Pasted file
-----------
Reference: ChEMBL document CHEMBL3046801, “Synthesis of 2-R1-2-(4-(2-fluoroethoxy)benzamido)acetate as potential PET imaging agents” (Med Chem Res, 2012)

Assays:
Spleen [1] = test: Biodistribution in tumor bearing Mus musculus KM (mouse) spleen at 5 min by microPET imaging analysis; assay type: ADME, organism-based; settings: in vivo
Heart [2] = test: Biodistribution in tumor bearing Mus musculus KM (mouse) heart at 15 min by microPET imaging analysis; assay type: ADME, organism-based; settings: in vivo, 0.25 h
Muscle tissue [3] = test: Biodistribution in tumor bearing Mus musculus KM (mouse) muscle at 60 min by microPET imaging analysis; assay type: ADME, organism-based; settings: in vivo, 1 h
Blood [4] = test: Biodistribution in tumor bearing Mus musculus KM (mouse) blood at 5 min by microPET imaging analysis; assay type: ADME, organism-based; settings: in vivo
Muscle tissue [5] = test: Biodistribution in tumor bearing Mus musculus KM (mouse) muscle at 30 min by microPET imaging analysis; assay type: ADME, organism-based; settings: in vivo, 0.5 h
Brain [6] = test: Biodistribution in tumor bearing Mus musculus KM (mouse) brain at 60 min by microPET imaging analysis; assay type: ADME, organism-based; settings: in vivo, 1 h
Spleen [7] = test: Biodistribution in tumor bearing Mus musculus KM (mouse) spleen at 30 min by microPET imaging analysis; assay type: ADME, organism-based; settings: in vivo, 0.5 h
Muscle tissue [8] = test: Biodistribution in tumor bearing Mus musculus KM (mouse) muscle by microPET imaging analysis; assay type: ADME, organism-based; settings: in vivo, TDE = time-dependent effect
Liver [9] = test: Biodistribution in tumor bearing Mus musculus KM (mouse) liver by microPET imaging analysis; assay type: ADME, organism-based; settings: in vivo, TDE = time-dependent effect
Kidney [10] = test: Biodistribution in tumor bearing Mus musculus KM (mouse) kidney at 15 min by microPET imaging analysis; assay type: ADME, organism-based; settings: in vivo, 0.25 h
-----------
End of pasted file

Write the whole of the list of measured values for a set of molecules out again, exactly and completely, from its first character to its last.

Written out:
Reference: ChEMBL document CHEMBL3046801, “Synthesis of 2-R1-2-(4-(2-fluoroethoxy)benzamido)acetate as potential PET imaging agents” (Med Chem Res, 2012)

Assays:
Spleen [1] = test: Biodistribution in tumor bearing Mus musculus KM (mouse) spleen at 5 min by microPET imaging analysis; assay type: ADME, organism-based; settings: in vivo
Heart [2] = test: Biodistribution in tumor bearing Mus musculus KM (mouse) heart at 15 min by microPET imaging analysis; assay type: ADME, organism-based; settings: in vivo, 0.25 h
Muscle tissue [3] = test: Biodistribution in tumor bearing Mus musculus KM (mouse) muscle at 60 min by microPET imaging analysis; assay type: ADME, organism-based; settings: in vivo, 1 h
Blood [4] = test: Biodistribution in tumor bearing Mus musculus KM (mouse) blood at 5 min by microPET imaging analysis; assay type: ADME, organism-based; settings: in vivo
Muscle tissue [5] = test: Biodistribution in tumor bearing Mus musculus KM (mouse) muscle at 30 min by microPET imaging analysis; assay type: ADME, organism-based; settings: in vivo, 0.5 h
Brain [6] = test: Biodistribution in tumor bearing Mus musculus KM (mouse) brain at 60 min by microPET imaging analysis; assay type: ADME, organism-based; settings: in vivo, 1 h
Spleen [7] = test: Biodistribution in tumor bearing Mus musculus KM (mouse) spleen at 30 min by microPET imaging analysis; assay type: ADME, organism-based; settings: in vivo, 0.5 h
Muscle tissue [8] = test: Biodistribution in tumor bearing Mus musculus KM (mouse) muscle by microPET imaging analysis; assay type: ADME, organism-based; settings: in vivo, TDE = time-dependent effect
Liver [9] = test: Biodistribution in tumor bearing Mus musculus KM (mouse) liver by microPET imaging analysis; assay type: ADME, organism-based; settings: in vivo, TDE = time-dependent effect
Kidney [10] = test: Biodistribution in tumor bearing Mus musculus KM (mouse) kidney at 15 min by microPET imaging analysis; assay type: ADME, organism-based; settings: in vivo, 0.25 h